Spousal Support in Ohio

Divorce lawyers in Cincinnati deal with a wide variety of issues, but one that surfaces frequently is the subject of spousal support, commonly known as alimony.

Every state has its own laws regarding spousal support after a divorce. Here in Ohio, there are two types of alimony recognized under law: permanent spousal support and temporary spousal support.

Temporary Spousal Support

Temporary spousal support occurs while a divorce is in process, or pending. A spouse may be awarded temporary spousal support while the court proceedings are underway, and before the proceedings begin. Such an arrangement does not mean that spousal support will continue once the divorce is finalized.


As this Q&A page discusses, the court bases temporary spousal support on the monthly amount each spouse earns, and other resources that are available to each spouse. There is not an exact formula the court follows to achieve this calculation.

Permanent Spousal Support

agreement could involve monthly payments or a one-time transfer of assets. In the case, “permanent” does not mean that alimony continues forever. It merely means that it is the judge’s lasting and ultimate decision. One of the parties may, however, request a change to the permanent spousal support order in a separate proceeding afterward, presuming the court specifically retains jurisdiction to modify spousal support.

Some of the other factors that Ohio courts use to determine permanent spousal support:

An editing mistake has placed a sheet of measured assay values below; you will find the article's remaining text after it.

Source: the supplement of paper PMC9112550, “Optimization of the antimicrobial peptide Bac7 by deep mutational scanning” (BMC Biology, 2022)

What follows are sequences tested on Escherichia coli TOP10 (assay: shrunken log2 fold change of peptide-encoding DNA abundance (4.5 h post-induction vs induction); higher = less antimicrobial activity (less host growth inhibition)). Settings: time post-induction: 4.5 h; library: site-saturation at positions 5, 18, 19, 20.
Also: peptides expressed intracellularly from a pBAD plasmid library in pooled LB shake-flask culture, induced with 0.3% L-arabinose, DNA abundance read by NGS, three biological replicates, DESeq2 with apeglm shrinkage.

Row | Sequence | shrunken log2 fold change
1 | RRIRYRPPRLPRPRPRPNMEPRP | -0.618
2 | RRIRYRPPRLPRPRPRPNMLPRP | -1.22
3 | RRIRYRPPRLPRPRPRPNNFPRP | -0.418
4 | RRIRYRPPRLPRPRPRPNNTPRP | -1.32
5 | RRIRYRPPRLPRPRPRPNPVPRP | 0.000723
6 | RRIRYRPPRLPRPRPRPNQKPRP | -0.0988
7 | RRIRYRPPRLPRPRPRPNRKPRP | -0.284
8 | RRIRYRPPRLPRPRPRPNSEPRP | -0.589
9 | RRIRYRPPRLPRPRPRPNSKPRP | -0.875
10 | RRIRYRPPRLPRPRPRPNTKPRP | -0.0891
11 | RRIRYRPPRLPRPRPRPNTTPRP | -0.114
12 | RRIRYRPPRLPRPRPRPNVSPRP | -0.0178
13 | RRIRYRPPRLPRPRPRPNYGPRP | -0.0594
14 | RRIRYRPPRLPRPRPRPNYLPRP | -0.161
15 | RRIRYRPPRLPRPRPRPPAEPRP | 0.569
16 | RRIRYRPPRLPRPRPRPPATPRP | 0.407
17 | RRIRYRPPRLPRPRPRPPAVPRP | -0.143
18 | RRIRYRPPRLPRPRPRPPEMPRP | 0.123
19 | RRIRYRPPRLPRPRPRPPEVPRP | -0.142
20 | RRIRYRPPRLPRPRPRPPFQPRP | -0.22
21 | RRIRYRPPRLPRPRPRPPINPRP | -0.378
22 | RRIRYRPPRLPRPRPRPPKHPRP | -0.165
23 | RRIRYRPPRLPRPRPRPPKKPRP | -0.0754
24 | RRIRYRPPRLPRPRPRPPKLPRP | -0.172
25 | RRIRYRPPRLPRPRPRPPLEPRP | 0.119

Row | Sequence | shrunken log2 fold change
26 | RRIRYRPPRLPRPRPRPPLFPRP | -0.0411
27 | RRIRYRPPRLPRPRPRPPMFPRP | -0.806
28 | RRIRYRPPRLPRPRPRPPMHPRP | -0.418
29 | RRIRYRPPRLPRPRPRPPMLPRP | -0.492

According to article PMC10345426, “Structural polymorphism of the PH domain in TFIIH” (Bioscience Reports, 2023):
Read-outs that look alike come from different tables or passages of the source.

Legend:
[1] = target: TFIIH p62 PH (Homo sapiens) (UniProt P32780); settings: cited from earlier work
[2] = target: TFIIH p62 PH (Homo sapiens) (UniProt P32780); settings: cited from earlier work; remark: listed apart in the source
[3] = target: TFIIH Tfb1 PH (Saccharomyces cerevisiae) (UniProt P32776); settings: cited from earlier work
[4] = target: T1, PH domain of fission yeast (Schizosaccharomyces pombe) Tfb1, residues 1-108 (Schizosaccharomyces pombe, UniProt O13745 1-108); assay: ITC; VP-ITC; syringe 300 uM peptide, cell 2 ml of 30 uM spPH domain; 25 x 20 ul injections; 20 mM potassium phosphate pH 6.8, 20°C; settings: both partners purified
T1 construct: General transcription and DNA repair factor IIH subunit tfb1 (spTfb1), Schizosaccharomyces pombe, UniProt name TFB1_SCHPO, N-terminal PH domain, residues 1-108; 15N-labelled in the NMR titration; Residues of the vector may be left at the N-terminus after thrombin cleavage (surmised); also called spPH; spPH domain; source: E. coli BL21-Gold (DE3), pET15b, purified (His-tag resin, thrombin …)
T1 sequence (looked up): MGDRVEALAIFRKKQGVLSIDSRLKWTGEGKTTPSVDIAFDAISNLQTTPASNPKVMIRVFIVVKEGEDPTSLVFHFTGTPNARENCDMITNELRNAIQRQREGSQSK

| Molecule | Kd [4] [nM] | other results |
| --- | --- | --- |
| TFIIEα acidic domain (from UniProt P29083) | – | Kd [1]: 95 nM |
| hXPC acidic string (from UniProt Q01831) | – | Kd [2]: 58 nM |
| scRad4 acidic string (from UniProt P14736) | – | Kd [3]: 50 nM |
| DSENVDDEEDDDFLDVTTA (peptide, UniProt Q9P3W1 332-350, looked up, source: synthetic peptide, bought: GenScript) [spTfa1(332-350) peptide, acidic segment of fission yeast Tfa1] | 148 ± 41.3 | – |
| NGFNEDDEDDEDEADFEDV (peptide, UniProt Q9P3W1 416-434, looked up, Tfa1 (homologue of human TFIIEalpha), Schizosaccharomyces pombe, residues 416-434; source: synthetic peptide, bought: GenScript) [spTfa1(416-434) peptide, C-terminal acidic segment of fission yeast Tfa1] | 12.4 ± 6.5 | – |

1. Income, including income from property
  2. Earning abilities
  3. Age of each spouse
  4. Retirement benefits of each party
  5. Duration of the marriage
  6. Ability of both parties to work outside the home, given child care
  7. Established standard of living while the spouses were married
  8. Education of each party
  9. Assets and liabilities of each, including court-ordered payments
  10. Each spouse’s contribution to the other’s education or training
  11. Expense necessary for education or training
  12. Tax consequences that spousal support would incur
  13. Lost income due to sacrifice for the marriage

When divorce lawyers work on such cases, it is with the understanding that judges determine these orders with considerations specific to each situation. Every spousal support order is ultimately unique.

Unless the parties agreed, the judge will determine which of the parties will pay spousal support, if at all. The judge will also decide the length of the spousal support order.